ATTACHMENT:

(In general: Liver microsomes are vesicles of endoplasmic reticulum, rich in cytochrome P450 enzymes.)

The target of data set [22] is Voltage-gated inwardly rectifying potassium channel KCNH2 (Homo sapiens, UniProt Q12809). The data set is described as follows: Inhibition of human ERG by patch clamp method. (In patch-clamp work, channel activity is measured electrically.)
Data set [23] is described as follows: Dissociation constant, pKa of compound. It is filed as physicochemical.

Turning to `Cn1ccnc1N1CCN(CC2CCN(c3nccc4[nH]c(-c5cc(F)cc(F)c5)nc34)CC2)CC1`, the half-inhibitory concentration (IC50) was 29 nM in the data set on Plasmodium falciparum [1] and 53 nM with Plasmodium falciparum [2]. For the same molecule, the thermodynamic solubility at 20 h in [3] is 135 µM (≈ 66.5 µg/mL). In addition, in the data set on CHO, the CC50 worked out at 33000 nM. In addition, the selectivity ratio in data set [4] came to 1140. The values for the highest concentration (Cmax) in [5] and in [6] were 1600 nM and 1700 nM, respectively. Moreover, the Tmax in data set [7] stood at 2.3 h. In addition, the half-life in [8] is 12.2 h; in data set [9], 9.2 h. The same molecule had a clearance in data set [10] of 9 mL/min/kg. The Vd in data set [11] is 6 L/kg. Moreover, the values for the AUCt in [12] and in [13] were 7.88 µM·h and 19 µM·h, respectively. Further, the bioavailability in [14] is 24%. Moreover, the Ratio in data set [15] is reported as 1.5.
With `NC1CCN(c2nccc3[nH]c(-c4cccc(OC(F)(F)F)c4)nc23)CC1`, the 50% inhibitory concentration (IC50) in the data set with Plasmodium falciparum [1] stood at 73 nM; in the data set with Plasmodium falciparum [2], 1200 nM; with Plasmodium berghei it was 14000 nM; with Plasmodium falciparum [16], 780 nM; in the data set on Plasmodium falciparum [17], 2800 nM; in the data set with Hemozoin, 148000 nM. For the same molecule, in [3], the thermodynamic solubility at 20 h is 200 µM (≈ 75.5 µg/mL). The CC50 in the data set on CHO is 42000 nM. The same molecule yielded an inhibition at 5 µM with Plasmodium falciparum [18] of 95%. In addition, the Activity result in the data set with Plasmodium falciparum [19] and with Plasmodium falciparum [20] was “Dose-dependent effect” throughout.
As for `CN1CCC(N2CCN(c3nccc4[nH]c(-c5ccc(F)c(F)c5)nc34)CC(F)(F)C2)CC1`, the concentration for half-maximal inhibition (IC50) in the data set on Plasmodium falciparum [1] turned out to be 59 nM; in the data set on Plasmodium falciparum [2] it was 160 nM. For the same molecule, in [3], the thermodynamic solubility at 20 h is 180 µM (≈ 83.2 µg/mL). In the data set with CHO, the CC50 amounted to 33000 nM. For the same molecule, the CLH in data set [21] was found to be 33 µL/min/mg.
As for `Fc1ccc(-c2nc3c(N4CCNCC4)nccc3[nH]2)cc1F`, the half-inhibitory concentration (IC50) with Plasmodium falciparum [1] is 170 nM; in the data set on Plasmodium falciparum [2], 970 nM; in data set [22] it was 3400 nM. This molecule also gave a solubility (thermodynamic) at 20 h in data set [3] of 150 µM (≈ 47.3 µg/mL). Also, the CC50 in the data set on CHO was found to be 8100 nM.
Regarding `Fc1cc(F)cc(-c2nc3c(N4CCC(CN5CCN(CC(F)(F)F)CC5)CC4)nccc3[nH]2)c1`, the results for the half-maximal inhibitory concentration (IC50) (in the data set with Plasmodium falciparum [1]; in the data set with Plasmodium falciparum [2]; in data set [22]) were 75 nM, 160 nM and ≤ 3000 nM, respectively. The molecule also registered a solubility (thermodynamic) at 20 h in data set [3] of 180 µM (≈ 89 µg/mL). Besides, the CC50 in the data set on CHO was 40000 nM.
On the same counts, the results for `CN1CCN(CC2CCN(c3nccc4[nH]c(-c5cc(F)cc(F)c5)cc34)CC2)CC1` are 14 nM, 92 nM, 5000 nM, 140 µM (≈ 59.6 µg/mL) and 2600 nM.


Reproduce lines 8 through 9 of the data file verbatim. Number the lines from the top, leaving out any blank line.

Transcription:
Regarding `Fc1cc(F)cc(-c2nc3c(N4CCC(CN5CCN(CC(F)(F)F)CC5)CC4)nccc3[nH]2)c1`, the results for the half-maximal inhibitory concentration (IC50) (in the data set with Plasmodium falciparum [1]; in the data set with Plasmodium falciparum [2]; in data set [22]) were 75 nM, 160 nM and ≤ 3000 nM, respectively. The molecule also registered a solubility (thermodynamic) at 20 h in data set [3] of 180 µM (≈ 89 µg/mL). Besides, the CC50 in the data set on CHO was 40000 nM.
On the same counts, the results for `CN1CCN(CC2CCN(c3nccc4[nH]c(-c5cc(F)cc(F)c5)cc34)CC2)CC1` are 14 nM, 92 nM, 5000 nM, 140 µM (≈ 59.6 µg/mL) and 2600 nM.